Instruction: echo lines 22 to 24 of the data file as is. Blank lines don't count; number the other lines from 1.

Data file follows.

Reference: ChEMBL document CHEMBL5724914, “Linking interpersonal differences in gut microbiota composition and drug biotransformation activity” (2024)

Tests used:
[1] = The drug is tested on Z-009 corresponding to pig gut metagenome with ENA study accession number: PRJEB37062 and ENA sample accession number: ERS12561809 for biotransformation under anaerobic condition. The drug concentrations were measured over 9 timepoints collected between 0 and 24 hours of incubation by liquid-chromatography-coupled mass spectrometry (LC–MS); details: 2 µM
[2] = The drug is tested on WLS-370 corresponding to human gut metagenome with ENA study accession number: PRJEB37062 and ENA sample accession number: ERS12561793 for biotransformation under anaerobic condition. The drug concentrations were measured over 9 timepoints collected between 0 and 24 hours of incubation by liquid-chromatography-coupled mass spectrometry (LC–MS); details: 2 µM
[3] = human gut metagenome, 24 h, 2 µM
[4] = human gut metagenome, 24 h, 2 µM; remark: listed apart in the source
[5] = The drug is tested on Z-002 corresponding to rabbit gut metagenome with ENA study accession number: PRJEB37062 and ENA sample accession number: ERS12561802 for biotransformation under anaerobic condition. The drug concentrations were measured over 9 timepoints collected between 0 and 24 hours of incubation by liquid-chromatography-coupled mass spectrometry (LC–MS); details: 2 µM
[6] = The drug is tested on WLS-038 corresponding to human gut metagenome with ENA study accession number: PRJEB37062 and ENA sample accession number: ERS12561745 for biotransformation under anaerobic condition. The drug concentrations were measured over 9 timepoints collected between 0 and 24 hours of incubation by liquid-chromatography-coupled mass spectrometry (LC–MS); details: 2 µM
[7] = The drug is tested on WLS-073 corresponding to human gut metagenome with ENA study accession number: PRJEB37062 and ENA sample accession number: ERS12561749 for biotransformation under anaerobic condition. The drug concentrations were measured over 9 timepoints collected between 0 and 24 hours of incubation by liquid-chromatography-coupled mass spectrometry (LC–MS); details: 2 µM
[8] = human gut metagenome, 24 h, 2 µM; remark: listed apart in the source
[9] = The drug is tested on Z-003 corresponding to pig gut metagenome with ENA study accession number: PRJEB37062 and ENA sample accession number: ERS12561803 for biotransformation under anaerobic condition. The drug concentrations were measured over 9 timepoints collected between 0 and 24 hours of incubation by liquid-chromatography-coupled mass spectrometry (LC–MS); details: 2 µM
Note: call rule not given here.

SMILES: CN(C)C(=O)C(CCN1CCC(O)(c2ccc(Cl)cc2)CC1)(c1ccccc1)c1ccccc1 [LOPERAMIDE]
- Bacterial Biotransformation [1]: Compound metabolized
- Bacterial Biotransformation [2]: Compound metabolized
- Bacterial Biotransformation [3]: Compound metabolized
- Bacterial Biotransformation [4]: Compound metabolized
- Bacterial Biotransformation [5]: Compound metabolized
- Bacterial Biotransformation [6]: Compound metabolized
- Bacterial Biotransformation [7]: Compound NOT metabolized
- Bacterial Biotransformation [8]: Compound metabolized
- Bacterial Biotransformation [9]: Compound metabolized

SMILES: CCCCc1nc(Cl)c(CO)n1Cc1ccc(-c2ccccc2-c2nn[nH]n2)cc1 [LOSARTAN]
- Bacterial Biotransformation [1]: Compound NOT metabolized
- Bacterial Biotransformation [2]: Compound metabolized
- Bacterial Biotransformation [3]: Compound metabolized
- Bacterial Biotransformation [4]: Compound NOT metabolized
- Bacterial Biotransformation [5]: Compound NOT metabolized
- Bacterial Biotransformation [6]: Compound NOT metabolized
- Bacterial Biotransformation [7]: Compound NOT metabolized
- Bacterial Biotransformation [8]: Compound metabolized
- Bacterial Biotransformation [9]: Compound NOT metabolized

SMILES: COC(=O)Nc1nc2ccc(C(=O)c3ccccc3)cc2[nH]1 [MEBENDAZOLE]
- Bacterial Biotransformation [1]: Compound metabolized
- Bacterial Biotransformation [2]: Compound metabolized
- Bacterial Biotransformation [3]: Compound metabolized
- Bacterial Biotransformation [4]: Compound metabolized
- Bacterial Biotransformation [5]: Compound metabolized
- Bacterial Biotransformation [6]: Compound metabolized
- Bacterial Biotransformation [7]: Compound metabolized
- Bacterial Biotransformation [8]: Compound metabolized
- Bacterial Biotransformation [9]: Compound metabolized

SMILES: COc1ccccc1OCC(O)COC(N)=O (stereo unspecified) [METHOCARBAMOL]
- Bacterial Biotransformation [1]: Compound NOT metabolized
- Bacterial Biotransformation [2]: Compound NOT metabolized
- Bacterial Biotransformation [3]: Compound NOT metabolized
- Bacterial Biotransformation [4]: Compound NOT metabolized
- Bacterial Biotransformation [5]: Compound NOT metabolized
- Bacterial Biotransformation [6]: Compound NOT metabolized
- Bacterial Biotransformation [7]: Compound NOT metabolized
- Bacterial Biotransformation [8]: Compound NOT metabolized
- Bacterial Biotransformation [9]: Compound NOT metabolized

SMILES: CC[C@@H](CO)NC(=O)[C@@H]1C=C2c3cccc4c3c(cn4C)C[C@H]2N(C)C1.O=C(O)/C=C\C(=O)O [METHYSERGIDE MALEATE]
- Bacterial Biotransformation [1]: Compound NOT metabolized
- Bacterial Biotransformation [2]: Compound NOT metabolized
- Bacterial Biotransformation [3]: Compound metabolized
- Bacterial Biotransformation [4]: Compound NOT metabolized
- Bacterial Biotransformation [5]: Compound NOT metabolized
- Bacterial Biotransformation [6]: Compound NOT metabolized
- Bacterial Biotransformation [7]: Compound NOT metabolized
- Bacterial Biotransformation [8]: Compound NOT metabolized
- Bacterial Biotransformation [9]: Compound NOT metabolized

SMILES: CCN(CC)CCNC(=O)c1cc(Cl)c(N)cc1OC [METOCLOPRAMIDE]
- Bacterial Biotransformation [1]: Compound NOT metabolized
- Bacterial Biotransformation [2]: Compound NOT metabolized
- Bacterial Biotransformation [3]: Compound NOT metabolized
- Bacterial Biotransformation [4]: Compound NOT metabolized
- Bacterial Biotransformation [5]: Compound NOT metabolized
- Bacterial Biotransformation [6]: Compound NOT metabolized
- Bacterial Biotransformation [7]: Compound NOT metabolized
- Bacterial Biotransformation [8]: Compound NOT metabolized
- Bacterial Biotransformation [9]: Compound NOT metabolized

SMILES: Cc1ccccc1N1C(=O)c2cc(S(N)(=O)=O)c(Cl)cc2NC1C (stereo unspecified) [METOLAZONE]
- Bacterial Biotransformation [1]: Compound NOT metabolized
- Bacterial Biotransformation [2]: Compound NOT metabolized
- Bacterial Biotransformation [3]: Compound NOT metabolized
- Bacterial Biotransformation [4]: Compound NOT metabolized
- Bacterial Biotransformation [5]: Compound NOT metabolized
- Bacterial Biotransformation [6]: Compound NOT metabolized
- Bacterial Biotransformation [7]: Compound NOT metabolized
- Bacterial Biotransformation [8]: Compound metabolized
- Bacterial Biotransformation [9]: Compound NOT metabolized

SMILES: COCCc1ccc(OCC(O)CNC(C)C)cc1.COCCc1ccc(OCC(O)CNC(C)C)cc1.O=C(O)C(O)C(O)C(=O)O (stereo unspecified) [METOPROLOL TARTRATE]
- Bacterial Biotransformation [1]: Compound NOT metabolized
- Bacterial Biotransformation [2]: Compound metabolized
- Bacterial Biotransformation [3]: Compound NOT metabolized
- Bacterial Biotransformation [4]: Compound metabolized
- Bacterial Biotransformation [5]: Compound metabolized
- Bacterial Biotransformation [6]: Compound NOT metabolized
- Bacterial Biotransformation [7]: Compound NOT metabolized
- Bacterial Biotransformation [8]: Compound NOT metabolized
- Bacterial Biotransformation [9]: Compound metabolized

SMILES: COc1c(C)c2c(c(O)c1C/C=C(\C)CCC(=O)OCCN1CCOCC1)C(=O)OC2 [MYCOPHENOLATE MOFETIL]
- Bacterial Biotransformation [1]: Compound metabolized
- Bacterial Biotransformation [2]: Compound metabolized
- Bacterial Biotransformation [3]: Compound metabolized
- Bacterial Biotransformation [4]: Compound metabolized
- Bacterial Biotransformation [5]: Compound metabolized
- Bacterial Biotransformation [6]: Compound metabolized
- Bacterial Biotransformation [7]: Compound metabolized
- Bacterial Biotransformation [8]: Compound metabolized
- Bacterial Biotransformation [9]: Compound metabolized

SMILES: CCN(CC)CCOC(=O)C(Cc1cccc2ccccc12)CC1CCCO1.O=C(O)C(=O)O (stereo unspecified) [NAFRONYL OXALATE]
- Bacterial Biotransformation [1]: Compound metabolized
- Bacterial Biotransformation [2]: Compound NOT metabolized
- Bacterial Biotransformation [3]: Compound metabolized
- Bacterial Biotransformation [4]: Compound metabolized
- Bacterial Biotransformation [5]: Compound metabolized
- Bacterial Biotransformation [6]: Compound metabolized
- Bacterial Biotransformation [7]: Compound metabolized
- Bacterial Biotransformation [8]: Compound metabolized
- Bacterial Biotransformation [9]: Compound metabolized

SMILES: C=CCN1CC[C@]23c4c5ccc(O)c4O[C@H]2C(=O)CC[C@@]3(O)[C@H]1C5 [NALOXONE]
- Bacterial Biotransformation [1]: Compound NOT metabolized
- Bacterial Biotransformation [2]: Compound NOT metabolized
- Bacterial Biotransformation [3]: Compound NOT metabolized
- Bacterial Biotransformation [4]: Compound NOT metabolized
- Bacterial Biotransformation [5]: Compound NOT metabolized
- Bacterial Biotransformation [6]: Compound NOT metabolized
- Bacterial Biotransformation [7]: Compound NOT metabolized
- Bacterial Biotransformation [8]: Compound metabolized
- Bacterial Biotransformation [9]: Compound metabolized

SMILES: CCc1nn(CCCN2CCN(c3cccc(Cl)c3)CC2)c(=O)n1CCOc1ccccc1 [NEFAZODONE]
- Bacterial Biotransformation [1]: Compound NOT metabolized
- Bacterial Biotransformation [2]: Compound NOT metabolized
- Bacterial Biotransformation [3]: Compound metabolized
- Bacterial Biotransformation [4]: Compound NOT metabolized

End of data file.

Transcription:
- Bacterial Biotransformation [9]: Compound metabolized

SMILES: CCCCc1nc(Cl)c(CO)n1Cc1ccc(-c2ccccc2-c2nn[nH]n2)cc1 [LOSARTAN]
- Bacterial Biotransformation [1]: Compound NOT metabolized